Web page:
I am a big TtR fan. I have many, many plays of the US map and the Netherlands map under my belt. Most TtR games are excellent with many types of gamers and non-gamers. This is why I was quite interested to see what this newest entry in the series had to offer.
Those familiar with TtR will find the heart and core of Rails & Sails to be very much the same. You start by taking 5 Destination tickets and must keep 3. You receive a starting hand of travel cards, in Rails & Sails it's a mix of train and boat cards. The cards in Rails & Sails is one place where complexity has been added. Not only do you know have to track 2 types of travel cards but you have to track which of these cards have the harbour icon on them. Another twice is you must assemble you pool of trains/boats, a combination of 50 for the great lakes map and 60 for the world map.
You have the same basic actions:
Take a travel card
Take a Destination ticket
Lay down trains/boats
Then Rails & Sails deviates. you have 2 additional actions:
Play a harbour - play 4 cards (2 train, 2 boat) of the same colour with a harbour symbol and place a harbour on a town with port symbol. You lose 4 points for unplaced harbours but can make huge gains if you have routes that start/end at those harbours.
Exchange some of your trains/boats for boats/trains - you can exchange pieces for other pieces but you lose a point per piece traded
With this many additional, rules, actions, and cards I found that it really slowed the flow of the game and added some complexity that I didn't feel was missing from TtR. managing your hand with 2 types of travel cards and those travel cards having a subset with harbour symbols made the hand management/organizing to be too much of a chore. Placing harbours could potentially gain you tons of points but I found interrupted the normal flow of a TtR game in a way that I didn't find paid off.
Overall I think this reimaging of TtR was too much complexity for the sake of complexity. I don't think it made the game more strategic it just made it a longer game with more book keeping. A disapointing addition to a wonderful series of games.
Like all Ticket to Ride maps I really enjoy the latest addition to the range and the variety it adds. However I do agree that sorting and managing the different types of colour cards is tiresome and chaotic.
We use the wooden card holders from the Team Asia map which helps a little bit, but it is still chaotic.
As for choosing the number of trains/ships to use, we play house rules where you count out the correct number of pieces (i.e. 60 in World map with any combination you chose - usually roughly half & half) and then have open hand swapping train/ships if needed (free of charge) during opponents turn to prevent any hold ups. This saves times and prevents analysis paralysis trying to work out what combination of trains and ships you think you might need.
I do like the harbours and I was really excited to try out the tour tickets when I heard about Rails & Sails. Whilst I really like the idea and the variety and extra challenge the tour tickets bring, it often does not seem particularly worthwhile. The risk can be high and the benefit relatively low and I often seem to be better off just drawing more tickets instead.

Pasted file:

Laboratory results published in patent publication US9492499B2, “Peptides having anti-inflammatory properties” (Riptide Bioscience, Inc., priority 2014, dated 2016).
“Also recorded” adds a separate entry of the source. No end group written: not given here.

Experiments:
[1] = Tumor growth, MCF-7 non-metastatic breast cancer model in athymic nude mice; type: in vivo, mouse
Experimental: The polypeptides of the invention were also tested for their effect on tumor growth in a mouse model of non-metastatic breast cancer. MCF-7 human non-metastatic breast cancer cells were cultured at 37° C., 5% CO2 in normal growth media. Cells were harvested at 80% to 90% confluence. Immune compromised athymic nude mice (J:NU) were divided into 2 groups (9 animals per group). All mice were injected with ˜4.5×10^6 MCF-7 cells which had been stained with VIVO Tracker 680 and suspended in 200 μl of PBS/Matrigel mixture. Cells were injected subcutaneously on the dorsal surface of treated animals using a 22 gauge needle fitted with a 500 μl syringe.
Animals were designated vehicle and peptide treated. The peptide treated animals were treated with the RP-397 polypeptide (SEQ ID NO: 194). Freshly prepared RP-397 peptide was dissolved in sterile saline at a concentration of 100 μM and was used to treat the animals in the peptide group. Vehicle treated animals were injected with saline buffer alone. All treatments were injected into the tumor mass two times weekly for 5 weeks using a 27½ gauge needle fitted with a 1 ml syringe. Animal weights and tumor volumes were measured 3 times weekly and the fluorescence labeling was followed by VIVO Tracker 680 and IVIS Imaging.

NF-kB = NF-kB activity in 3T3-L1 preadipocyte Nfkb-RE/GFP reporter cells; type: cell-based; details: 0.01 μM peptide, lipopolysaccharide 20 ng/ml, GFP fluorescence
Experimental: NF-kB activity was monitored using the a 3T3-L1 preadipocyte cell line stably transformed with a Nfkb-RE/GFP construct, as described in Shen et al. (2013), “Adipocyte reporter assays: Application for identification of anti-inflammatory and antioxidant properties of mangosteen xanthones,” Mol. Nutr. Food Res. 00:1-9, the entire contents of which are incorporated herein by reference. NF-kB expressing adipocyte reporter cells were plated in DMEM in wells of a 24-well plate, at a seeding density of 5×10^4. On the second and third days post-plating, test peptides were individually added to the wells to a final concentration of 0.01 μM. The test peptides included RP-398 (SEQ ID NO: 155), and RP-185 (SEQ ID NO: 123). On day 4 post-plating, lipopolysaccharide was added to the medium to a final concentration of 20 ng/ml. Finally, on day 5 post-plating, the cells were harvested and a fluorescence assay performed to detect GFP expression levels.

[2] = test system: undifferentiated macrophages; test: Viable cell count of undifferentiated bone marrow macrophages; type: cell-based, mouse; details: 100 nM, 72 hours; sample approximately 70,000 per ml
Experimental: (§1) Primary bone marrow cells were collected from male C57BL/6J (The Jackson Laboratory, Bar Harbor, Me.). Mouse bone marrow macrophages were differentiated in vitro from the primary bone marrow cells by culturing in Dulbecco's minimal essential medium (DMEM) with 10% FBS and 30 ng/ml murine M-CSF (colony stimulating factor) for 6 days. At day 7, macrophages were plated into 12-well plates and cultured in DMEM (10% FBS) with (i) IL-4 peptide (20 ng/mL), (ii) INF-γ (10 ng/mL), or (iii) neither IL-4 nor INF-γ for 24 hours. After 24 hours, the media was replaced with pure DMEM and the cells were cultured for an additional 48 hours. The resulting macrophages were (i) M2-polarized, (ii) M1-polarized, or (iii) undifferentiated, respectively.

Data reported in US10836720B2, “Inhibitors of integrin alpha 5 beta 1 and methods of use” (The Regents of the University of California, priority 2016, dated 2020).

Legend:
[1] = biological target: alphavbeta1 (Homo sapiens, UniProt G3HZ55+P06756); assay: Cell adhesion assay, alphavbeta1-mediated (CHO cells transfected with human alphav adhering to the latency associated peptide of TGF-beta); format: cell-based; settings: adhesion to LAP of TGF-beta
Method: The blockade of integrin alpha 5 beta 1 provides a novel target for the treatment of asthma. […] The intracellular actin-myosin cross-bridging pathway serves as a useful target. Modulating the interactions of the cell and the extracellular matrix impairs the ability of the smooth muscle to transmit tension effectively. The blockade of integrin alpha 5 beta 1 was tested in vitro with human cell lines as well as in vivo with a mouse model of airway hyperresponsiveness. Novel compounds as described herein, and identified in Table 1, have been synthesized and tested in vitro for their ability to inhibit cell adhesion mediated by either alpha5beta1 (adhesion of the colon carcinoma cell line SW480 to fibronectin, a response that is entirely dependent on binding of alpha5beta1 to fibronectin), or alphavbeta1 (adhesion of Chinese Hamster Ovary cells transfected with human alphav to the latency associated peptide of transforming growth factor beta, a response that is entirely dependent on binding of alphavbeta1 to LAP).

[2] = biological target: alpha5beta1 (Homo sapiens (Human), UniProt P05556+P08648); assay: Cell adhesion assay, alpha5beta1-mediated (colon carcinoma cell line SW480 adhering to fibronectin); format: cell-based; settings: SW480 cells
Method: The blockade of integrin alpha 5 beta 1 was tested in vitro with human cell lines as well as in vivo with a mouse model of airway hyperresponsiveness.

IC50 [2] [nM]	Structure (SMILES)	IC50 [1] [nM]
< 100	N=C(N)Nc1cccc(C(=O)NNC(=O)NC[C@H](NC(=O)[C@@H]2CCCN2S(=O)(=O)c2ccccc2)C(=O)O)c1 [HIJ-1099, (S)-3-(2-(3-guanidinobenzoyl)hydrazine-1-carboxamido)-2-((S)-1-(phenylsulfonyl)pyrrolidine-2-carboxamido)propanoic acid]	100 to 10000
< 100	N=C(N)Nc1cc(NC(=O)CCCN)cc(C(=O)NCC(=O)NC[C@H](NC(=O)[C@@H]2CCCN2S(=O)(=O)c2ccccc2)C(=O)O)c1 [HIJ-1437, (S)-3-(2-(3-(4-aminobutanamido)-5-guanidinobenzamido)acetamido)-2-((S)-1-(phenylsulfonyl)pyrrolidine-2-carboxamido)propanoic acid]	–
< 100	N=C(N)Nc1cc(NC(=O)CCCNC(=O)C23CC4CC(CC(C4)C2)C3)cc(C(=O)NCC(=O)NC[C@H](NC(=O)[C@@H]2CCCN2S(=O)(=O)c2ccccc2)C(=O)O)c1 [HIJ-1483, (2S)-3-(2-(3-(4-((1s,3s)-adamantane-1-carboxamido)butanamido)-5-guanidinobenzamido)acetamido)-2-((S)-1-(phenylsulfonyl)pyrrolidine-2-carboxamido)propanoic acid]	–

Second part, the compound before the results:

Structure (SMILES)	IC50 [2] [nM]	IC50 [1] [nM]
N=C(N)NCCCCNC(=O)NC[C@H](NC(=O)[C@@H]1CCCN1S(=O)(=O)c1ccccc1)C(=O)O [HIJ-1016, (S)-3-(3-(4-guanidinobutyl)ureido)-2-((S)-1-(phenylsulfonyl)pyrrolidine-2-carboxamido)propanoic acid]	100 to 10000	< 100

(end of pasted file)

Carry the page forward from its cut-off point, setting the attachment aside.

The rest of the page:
There also isn't that many tour tickets in the deck. I do hope they re-explore this mechanism in future maps and maybe add more tour tickets to the deck and more emphasis on touring.
I do hope someone can share a good way to sort & manage the colour cards!
I enjoy the game overall, and I think the harbor mechanic adds a fun bit of strategy - we've even tried to back-port that to a few other versions of TTR, just with different rules on what cards you need to place a harbor.
But I agree that the tour tickets are often more trouble than they're really worth. A few of the smaller ones are not too bad; I feel like half the time when I draw Casabalanca-Al Qahira-Tehran or Lagos-Luanda-Dar es Salaam-Djibouti, I already have it completed by that point. But the longer ones across the Arctic are pretty much a fool's errand. There are very few scenarios in which one of those is worth your time. Why go out of your way when you can instead spend your time linking lower latitude cities that recur on several more tickets? Having more regular tickets that also hit a few of those out-of-the-way cities would have added potential value to those.
And yes, managing all the cards in your hand just gets ridiculous. We have limited table space, so we have to use the racks from Team Asia as well. Unless it's a 4-player game we'll use two racks per player. I'll have tickets on one rack, and shove them off to one side as I complete them, grouping them by common cities if possible so that I can go back and look through them for ideal harbor placements. On the other rack, I'll keep my "anchor cards" - trains to one side, ships to the other, locomotives in the middle. Regular trains and double ships stay in my hand. That way I'm less tempted to spend the anchor cards and locos unless I really need one, and I can easily see when I've collected a set to build a harbor. Even with that system worked out, it can still be a bit overwhelming. And obviously if anyone ever figures out how I organize my cards, I'll have to switch it up, but I tend to play with people who barely pay enough attention to what other players are doing to see when it's obvious that I want the same route on the board that they do, let alone actually analyze how I'm organizing my cards.
Those racks can get really top-heavy when you load them down with too many cards. One brush against the top of it while you're trying to place trains on the board, and you can end up revealing your entire hand to a nosy opponent.